Mr. Scott offers a unique story and background, one that is in scant supply in their party right now. Raised by a single mother, he was, by his account, a lost child who struggled with school and with life until a Chick-fil-A franchise owner took him on as a protégé and schooled him in conservative principles.
“Coming from a single-parent household and almost flunking out of high school,” Mr. Scott said in 2010, during his bid for the House, “my hope is I will take that experience and help people bring out the best that they can be.” . . .
Mr. Scott, who lives in Charleston, will no doubt be missed among many of his House Republican colleagues. “There is not a kinder, more humble, sweet-spirited person,” Representative Trey Gowdy, one of Mr. Scott’s freshman colleagues from South Carolina, who was also considered for the job, said in an interview last week. “That is somewhat antithetical to what you’d expect at this level of politics. “He was my pick too.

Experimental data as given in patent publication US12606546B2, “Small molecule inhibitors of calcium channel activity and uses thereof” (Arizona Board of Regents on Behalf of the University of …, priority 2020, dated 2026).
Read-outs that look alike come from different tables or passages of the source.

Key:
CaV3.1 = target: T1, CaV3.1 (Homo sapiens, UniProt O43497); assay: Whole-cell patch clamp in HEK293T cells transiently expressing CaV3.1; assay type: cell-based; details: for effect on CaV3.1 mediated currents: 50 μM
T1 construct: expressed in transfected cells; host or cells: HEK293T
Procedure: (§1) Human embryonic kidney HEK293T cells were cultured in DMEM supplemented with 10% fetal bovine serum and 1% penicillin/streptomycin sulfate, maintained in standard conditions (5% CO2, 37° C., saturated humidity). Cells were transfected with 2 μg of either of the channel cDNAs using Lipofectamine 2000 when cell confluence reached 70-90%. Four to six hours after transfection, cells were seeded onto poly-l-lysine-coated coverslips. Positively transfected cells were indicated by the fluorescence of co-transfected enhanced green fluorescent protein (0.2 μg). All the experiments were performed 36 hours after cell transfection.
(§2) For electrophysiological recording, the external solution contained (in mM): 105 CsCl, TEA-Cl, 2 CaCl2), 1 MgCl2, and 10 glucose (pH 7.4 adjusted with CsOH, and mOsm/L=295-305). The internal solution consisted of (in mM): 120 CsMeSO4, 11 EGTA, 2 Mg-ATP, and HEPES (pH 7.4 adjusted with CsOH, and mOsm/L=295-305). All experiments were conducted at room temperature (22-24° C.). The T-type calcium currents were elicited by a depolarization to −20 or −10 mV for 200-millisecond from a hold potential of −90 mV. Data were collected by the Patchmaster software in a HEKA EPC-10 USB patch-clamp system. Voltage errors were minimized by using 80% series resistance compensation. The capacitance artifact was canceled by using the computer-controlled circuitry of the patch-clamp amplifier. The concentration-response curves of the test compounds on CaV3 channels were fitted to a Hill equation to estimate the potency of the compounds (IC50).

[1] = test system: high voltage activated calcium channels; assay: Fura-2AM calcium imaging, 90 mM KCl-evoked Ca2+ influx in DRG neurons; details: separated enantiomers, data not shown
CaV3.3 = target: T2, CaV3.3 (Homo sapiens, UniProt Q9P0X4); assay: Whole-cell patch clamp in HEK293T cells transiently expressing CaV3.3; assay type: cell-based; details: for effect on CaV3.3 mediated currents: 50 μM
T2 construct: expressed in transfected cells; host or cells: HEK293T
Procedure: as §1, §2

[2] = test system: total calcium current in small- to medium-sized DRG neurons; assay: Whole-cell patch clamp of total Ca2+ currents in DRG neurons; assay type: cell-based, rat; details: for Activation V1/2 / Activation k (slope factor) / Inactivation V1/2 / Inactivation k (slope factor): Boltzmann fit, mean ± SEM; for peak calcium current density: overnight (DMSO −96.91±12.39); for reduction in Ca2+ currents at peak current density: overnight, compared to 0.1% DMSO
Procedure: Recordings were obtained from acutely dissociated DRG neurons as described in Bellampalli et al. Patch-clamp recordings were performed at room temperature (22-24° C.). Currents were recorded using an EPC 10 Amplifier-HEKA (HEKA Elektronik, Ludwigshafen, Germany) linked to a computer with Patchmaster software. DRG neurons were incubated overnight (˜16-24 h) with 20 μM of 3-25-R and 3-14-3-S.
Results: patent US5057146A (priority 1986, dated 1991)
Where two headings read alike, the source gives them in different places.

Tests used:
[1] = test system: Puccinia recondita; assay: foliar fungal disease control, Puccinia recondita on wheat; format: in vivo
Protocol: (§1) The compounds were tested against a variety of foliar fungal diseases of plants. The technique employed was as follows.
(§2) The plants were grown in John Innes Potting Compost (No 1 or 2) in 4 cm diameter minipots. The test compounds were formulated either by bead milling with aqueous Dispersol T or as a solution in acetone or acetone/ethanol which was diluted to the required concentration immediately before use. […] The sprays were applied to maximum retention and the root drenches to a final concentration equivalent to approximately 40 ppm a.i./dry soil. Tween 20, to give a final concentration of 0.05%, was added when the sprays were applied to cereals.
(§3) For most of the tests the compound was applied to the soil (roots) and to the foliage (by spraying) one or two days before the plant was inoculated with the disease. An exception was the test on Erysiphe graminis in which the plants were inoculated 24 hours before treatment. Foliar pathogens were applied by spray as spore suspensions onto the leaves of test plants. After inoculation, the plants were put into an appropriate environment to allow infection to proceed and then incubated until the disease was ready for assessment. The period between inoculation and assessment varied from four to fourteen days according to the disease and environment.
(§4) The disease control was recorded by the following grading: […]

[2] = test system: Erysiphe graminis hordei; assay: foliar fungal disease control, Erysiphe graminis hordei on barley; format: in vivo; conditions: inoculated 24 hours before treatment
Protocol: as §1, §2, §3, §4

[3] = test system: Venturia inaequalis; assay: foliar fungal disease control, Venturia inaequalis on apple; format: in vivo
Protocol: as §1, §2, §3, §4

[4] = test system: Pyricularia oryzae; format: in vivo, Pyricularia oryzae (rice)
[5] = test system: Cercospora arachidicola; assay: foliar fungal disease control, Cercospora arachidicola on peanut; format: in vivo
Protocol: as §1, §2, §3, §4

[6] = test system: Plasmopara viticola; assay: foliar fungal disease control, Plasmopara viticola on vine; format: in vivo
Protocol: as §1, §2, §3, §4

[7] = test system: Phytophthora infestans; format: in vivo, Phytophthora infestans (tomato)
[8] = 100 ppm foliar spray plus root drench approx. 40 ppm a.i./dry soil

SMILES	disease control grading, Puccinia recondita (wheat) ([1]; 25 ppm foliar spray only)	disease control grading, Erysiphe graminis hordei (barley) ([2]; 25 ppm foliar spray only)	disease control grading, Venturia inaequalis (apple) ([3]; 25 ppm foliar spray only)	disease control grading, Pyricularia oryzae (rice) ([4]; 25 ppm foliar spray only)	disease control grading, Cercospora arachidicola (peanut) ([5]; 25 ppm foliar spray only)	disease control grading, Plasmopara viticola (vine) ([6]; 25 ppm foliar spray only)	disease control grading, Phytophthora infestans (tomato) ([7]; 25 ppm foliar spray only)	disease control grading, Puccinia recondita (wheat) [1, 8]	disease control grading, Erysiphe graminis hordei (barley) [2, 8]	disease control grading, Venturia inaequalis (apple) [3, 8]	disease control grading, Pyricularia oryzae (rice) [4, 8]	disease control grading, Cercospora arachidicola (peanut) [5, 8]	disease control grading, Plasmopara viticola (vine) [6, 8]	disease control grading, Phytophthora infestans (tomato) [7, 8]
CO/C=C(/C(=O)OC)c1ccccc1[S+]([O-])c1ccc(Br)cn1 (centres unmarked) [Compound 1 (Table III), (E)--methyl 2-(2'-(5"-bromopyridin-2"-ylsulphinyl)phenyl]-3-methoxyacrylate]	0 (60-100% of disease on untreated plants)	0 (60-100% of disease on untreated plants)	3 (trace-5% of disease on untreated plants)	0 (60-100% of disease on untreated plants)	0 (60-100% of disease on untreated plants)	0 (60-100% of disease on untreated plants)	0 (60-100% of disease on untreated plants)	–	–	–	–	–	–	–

According to Wikipedia, Tim Scott will be the first black senator from the South since 1881 (and the only one currently). There have been six other black senators. Two from Mississippi during Reconstruction (both Republican), and in the modern era, three from Illinois (all Democrat, including Barack Obama), and one from Massachusetts (Republican). In the House, there have been several black congressmen. All of them were Republican until 1935. After that, no black congressmen were Republican until Gary Franks from Connecticut 1991-97, then J.C. Watts, Oklahoma, 1995-2003, then Allen West, Florida, and Tim Scott, South Carolina, both elected in 2011. Allen West lost his reelection bid this year (the voting procedures are legitimately in question, but he conceded), so there will be no more black Republicans in the House with the departure of Tim Scott.